Have aspirations to be a thought leader in your industry? The more credibility you’ve got, the more awareness you’ll build for your service or products! One excellent way to establish credibility organically is to launch a LinkedIn Group. This powerful B2B networking tool on the “social network for professionals” has spawned over 1.5 million groups running the gamut from a few members to thousands. Starting your own gives you an opportunity to shape the conversation and membership, network amongst like-minded professionals, ask customers to share feedback and experiences, even collaboration and intelligence-sharing among suppliers and competitors.

Duke Long, a commercial real estate agent in Indianapolis, has been engaging colleagues nationwide with a LinkedIn group focused on social networking. He offers step-by-step tips for creating and managing a topical discussion group on LinkedIn:

Choose the audience that’s right for you

To start, choose an audience that is sufficiently broad (say, greater than 200). Select a topic that’ll draw in that audience and promote active conversation. In 2009, Long started a group called Social Media Commercial Real Estate when few in his field understood the power of social networking in the real estate world. The group grew to 2,400 members and spawned other related groups, which Duke also manages. Social Media Commercial Real Estate is small by LinkedIn standards. But as a group manager, you’ll discover that’s a good thing.

 LinkedIn walks you through the steps

The LinkedIn Help Center will take you through the steps to create your group, including picking a name, setting up rules for members and roles for managers. As the final step, you must choose whether you want to create an open group or a members-only group. An open group is just that, open to all. Open group discussions will show up in search engine results and non-members will be able to read them, but must join in order to post messages. A members-only group can be helpful for when you want a very specific audience, say, subscribers to your consulting business or professionals who have achieved a specific certification.

Build engagement

You can invite people to your group in several ways (via the LinkedIn network and via email) as well as pre-approving members. Advertise your LinkedIn group on your blog, website, email newsletter and other social media networks like Twitter and Facebook. Invite industry experts to engage in the conversation. Become a media outlet by publicizing what matters most to your professional community.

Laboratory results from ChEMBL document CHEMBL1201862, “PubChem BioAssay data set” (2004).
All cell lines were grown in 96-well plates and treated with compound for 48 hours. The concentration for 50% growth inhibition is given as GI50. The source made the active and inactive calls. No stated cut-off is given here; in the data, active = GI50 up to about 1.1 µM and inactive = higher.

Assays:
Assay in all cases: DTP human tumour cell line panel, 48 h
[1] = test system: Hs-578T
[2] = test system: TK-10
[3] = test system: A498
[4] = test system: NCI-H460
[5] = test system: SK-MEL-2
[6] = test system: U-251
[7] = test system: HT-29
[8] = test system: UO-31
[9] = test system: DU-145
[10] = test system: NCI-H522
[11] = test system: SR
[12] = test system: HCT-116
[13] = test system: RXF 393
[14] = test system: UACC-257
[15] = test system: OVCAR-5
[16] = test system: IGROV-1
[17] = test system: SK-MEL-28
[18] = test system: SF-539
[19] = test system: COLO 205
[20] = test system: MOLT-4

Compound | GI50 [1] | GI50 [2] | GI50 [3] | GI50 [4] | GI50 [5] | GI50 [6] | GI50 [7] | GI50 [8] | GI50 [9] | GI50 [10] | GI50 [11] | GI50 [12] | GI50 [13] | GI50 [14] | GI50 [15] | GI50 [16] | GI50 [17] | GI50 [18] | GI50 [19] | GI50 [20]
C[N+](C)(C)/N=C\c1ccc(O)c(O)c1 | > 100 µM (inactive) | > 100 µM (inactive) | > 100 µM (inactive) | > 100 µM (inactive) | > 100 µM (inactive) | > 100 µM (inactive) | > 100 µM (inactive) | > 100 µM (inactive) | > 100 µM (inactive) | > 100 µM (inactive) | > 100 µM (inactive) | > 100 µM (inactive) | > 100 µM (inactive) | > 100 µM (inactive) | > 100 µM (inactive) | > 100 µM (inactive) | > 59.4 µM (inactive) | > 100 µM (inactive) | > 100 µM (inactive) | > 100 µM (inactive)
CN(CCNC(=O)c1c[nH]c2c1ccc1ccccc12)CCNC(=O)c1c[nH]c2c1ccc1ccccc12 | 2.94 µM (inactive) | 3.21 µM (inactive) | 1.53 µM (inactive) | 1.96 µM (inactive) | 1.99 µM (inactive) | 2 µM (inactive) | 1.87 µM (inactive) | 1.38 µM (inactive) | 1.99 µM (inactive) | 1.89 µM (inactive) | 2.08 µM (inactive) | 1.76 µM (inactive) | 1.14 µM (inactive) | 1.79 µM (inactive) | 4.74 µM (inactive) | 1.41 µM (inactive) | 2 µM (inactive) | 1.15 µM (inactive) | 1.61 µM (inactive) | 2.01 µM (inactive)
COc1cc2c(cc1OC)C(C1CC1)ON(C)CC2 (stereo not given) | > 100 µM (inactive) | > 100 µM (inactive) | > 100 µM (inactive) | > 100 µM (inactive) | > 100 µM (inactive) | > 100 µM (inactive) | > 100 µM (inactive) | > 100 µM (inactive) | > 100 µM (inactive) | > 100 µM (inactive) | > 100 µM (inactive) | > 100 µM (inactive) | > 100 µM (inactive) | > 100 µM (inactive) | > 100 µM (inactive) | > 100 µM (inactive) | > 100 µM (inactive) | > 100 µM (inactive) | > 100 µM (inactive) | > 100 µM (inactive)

Be a conversation starter

In the beginning, you’ll initiate most of the conversations (and if you choose to moderate all discussions you’ll have to monitor the goings-on). Ask questions and be clear about the rules. In time, regular members will understand the parameters of the community and become active contributors. Post one to four times a day to keep the group fresh. It might be an article, something trending on Mashable or a link to your blog. To ease the workload, invite a trusted member to join you as a co-administrator.

Monitoring: Check in and check up

As a group manager, make a habit of checking in a few times a day. That may take only five or ten minutes. You’ll want to connect with comments and interact with members. Behind the scenes, you’ll review pending submissions and replies before publishing.  Monitor for spammers advertising jobs and services. Block anyone from the group who repeatedly demonstrates they’re not there to be part of your focused business conversation. Keep the forum clean and your group will stay cool. Monitoring will slow your growth, but you’ll have quality content and membership, which are the keys to creating a long-lived and successful networking group.

Soft-market yourself

Remember, outright self-promotion is the quickest way to turn off members. Listen, learn, collaborate and meet some fascinating people wherever you travel. The best way to soft-market yourself through a LinkedIn group is by creating original content that engages your specific audience. Use the forum to become influential in your field. Don’t make a show of being an administrator. Have an opinion. Stick out, be different, have an attitude.

For more LinkedIn tips grab our 5 Ways to Take Advantage of LinkedIn guide.

Have you used LinkedIn Groups as as part of your marketing tactics? Share your successes and challenges in the comments.

This post was contributed by guest author Ellen Braunstein. Braunstein is a freelance writer and media communications specialist based in Chicago.

© 2013 – 2018, Contributing Author. All rights reserved.

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